We’ve been discussing the “CSI Effect” — that is, the strongly held belief that jurors are so accustomed to television’s forensic acrobatics that they expect real-life prosecutors to present the same type of evidence. Criminal defense attorneys from Raleigh to Portland believe juries are smarter than that, and a recent study confirmed that belief. It’s not TV shows that raise expectations in a murder trial; it’s iPhones and Blackberrys and other sophisticated devices that jurors use every day. But the CSI Effect myth holds on.
According to a National Public Radio story, some states have modified voir dire rules to allow attorneys to dismiss potential jurors based on the TV shows they watch. There have also been reports that judges are taking the time to warn juries not to expect CSI-level forensics from a case.
The author of the study disproving the CSI Effect had some disconcerting stories of his own. He said investigators in death cases will run meaningless tests in an effort to meet the CSI expectations. The jury will hear the evidence, because they expect it, the argument goes — even if the test results prove neither guilt nor innocence.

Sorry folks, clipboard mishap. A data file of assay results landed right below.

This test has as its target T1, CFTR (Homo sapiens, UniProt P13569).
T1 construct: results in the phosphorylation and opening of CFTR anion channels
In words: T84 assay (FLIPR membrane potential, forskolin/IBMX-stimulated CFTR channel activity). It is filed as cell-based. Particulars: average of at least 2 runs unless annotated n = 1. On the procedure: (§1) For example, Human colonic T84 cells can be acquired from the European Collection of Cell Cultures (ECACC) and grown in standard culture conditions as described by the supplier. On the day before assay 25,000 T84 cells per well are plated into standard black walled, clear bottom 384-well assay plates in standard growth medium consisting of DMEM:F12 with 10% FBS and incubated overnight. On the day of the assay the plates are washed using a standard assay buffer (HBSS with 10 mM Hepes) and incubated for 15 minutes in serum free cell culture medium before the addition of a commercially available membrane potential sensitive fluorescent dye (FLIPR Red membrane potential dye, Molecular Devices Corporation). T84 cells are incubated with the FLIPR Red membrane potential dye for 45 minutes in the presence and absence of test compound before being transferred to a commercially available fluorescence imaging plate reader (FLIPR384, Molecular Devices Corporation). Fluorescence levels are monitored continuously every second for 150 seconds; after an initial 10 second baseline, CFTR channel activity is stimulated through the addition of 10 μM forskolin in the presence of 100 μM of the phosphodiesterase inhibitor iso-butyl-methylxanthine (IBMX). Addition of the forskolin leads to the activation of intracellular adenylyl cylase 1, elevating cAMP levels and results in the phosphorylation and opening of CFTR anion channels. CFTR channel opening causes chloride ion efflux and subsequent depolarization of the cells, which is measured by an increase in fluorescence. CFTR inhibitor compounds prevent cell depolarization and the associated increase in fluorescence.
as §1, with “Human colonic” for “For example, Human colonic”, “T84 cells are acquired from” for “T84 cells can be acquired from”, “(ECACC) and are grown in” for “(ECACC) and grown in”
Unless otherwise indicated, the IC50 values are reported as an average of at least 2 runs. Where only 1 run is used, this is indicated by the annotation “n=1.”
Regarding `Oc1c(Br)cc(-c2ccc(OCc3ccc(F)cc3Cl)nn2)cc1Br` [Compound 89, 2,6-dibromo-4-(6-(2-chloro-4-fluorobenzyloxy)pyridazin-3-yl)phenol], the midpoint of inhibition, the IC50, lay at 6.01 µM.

If all of this is true, the waste of human and financial resources is troubling, especially considering how many state and local governments are struggling to make ends meet. The budget situations are so bad that some states have stopped doing autopsies on suicides, traffic accident fatalities or people over age 60.
These are fairly harsh measures, to be sure, that only widen the gap between what jurors expect and what they get. When a committee of the National Academy of Sciences looked into the costs associated with bringing the country up to speed, they came up with a modest dollar amount. Said one member of the committee, “It’s going to cost you about $2.25 to $2.50 per person in your community per year, which is probably less than what you pay for a Coca-Cola in a movie theater.”
Source: National Public Radio, “Is the CSI Effect influencing courtrooms?” 02/07/11